In the past (up until very recently) gender roles were extremely specific and therefore one can assume that the archaeological find reflects something about the user or the owner of the object itself. Through the objects that are uncovered in excavations – cosmetic containers, small bowls and various minerals – one can easily imagine how a woman from the Second Temple period would wear makeup. I will briefly present below some of the customs for face care and makeup that were practiced in ancient times.
The custom has its beginnings in magic and cultic practices in which the ancients used to apply creams and makeup to the faces of the statues of their gods in order to “bestow life on them”. Over time the custom found expression in the lives of individuals, women and men alike, for both aesthetic and therapeutic reasons. Ancient evidence of people applying make up to their face comes to us from Egypt where kohl sticks, cosmetic materials and written descriptions were preserved.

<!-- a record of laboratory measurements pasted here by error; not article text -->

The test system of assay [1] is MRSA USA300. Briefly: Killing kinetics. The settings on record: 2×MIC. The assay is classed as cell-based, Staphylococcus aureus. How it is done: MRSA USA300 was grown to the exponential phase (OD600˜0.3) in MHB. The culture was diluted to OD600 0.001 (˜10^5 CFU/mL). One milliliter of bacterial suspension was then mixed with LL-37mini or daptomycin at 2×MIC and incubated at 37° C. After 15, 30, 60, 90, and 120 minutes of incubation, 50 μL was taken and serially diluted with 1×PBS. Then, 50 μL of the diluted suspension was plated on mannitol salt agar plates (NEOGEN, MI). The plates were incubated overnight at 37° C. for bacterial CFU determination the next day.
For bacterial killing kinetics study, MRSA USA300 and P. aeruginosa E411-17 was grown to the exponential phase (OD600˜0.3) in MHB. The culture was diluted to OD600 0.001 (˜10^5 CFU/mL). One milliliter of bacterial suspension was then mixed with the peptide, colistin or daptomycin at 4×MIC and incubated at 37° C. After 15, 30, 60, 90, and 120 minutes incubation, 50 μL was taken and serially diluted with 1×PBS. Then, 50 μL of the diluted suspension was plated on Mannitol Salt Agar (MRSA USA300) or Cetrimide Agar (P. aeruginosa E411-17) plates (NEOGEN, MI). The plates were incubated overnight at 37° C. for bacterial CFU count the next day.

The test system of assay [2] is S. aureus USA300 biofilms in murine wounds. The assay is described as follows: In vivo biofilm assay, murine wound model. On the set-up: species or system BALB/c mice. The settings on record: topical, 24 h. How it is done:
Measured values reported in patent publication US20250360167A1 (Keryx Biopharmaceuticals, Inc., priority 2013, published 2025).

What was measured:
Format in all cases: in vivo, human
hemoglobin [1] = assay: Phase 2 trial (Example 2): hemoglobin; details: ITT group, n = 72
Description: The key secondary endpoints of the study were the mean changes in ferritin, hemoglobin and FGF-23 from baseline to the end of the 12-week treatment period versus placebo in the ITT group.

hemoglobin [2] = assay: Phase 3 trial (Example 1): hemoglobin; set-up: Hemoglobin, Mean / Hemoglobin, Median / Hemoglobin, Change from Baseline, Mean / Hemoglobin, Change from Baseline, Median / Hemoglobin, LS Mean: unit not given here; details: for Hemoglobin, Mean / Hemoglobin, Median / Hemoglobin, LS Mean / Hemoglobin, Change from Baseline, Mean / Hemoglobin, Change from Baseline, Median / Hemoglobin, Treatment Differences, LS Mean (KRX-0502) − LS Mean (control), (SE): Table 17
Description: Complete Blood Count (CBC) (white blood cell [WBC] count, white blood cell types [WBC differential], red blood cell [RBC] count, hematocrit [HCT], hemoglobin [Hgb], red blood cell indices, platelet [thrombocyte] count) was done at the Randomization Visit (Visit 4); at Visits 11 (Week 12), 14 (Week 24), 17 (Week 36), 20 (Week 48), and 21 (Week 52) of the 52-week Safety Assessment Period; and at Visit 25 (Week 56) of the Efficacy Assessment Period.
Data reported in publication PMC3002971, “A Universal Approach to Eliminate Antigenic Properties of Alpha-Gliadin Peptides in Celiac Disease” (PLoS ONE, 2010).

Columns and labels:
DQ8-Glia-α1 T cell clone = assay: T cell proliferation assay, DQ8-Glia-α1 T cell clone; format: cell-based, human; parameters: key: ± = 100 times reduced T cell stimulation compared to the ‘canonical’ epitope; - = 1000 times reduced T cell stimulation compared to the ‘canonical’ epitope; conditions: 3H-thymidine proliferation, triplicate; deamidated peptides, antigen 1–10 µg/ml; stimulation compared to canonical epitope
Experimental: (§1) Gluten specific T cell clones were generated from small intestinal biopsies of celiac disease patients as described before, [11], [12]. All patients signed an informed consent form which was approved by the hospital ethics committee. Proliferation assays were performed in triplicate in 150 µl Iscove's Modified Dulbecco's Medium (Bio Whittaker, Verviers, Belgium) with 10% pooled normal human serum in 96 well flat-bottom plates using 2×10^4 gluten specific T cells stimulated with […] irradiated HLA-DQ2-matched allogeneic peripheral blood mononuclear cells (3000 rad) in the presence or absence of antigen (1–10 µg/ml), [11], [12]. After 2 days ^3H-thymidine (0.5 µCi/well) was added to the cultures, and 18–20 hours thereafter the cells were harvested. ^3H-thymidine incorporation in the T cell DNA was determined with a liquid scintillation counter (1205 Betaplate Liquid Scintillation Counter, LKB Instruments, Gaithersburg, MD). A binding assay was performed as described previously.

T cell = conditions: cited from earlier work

Curator: Alegre Savariego
Photographs: Marianna Salzberger, Clara Amit, Yoram Lahman
Photographic Archive: Yael Barschak
Texts: Alegre Savariego
Editing: Inbal Bezalel-Pisetzky, Meyrav Shay
Translation: Don Glick, Kamil Sari
Design and Development: Liat Weinblum